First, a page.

There was a special appearance of DC’s Superheroes in Pittsburgh last month Marveling at locals. And I am not referring to Washington DC or any political superstars but the Superheroes of comics and movies made an appearance at the Children’s Hospital in Lawrenceville giving the patients there a special treat.
Too often we perceive superheroes as invulnerable specimens of perfection but lets take a closer look, here are just a sampling of superheroes with disabilities:
1. Professor X: Paralyzed – The leader of the X-Men, founder of Xavier’s School for Gifted Youngsters, and extremely powerful telepath. In a wheelchair, but instead of letting his disability hold him back, Professor X dedicated his life to helping others.
2. Daredevil: Blind – Matt Murdock, Daredevil’s secret identity, was blinded when he was a child in an accident involving dangerous chemicals. It is actually his disability that led him to become a superhero. He uses echolocation to make his way about and fight crime.
3. Doctor Strange: Nerve Damage – One of the most skilled and sought after surgeons in the world, Dr. Strange got into a car accident resulting in nerve damage. This nerve damage made it impossible for the surgeon to continue his work, and his pride wouldn’t allow him to serve as a consultant, so he went on a search for a cure. It was this search that lead Doctor Strange to magic and soon led to him becoming the Sorcerer Supreme.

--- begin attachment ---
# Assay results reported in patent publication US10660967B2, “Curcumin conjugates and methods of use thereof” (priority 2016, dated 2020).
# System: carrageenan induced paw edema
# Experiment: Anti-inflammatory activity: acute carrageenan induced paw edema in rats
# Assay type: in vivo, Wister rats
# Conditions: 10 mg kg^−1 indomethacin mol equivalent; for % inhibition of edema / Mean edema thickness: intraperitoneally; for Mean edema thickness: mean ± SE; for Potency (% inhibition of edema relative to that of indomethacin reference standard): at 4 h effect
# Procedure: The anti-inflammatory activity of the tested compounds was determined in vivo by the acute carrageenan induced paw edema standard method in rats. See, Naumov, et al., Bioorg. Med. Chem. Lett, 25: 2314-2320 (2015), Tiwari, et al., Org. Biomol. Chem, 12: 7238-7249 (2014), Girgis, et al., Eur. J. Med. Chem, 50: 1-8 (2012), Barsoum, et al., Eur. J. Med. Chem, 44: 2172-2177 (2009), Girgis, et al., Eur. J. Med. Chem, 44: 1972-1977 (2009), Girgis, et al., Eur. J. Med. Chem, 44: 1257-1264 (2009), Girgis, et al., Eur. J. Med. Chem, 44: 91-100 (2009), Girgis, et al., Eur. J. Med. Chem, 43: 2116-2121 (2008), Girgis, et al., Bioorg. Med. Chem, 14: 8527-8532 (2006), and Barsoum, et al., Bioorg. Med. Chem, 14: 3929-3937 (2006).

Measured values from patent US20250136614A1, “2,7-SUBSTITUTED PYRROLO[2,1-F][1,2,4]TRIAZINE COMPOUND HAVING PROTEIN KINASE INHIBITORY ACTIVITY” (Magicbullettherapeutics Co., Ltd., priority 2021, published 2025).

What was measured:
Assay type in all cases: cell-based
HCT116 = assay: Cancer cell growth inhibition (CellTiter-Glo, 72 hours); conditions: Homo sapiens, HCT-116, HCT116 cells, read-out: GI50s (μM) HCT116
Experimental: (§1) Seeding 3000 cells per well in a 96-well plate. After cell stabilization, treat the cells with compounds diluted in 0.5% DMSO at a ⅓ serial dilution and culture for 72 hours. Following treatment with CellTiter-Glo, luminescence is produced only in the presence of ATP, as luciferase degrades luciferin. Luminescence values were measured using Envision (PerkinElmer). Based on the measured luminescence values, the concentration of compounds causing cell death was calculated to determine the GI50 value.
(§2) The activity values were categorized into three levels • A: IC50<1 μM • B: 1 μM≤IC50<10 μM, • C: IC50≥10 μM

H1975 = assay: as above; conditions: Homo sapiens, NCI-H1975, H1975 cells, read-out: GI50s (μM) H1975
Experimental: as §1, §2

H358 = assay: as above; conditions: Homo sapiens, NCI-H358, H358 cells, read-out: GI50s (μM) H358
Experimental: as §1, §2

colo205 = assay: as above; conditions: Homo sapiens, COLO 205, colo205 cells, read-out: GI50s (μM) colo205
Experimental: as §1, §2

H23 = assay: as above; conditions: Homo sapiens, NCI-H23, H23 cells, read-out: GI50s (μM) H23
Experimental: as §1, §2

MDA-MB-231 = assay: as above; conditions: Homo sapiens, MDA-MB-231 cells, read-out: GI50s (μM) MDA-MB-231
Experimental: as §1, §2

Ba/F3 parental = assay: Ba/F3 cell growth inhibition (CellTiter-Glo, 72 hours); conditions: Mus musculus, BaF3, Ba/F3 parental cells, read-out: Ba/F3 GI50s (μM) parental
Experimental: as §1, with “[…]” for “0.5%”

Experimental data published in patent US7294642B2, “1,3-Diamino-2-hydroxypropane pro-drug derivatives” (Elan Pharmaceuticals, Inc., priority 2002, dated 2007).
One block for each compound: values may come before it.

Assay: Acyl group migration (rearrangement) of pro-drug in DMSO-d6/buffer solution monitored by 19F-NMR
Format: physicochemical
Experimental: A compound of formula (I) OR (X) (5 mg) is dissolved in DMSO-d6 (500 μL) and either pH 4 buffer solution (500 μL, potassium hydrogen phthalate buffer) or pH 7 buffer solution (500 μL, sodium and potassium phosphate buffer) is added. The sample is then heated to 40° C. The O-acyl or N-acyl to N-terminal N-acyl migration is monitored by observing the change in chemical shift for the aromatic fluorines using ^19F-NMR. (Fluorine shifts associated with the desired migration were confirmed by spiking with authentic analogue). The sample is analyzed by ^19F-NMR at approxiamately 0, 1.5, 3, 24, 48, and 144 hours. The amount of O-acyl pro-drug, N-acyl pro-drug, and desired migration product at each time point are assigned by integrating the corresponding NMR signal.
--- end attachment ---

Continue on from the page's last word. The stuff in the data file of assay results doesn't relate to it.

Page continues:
4. Echo: Deaf – Though not one of the most well known of the X-Men, Echo was believed to have a mental disability, it was only later in life before anyone realized the reason she wasn’t replying or listening was because she wasn’t able to. She joined the X-Men and was a key member of the team. Later, she took on the moniker of Ronin, a highly skilled swords-maiden.
5. Oracle: Parapalegic – This former Batgirl, Barabara Gordon, was paralyzed after an extremely unfortunate run-in with the Joker. However, instead of giving up fighting crime, she sought to help Batman in the best way she could as the Oracle; didn’t let her injury affect her ability to fight crime.
“In the time it will take to read this entry, real-life superheroics will occur. A blind woman will safely cross the street. A teenage boy whose body is crippled with cerebral palsy will rise unassisted from a chair. Physically and mentally challenged individuals who refuse to be handicapped by their conditions overcome adversity in virtually every facet of their lives. Superheroes do exist.” – http://www.superheromultiverse.com/superheroes-disabilities
So how do these tales of heroism and graphic novels of heroics and adventure inspire an entire community of individuals to defy the odds of their disabilities each and every day? Read about Superheroes of the Holocaust in our own community in ChutzPow second edition from the Holocaust Center of Pittsburgh. What superhero do you find most inspiring? Do you have an inspiring tale to share? leave a comment or contact the administrator to send a private message with your story.